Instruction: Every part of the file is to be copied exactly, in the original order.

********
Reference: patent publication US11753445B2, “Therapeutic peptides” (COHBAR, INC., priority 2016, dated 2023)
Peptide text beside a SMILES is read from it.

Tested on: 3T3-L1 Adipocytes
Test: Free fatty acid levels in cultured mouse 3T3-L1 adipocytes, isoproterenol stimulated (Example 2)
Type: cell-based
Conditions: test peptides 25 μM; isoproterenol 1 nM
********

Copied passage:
Reference: patent publication US11753445B2, “Therapeutic peptides” (COHBAR, INC., priority 2016, dated 2023)
Peptide text beside a SMILES is read from it.

Tested on: 3T3-L1 Adipocytes
Test: Free fatty acid levels in cultured mouse 3T3-L1 adipocytes, isoproterenol stimulated (Example 2)
Type: cell-based
Conditions: test peptides 25 μM; isoproterenol 1 nM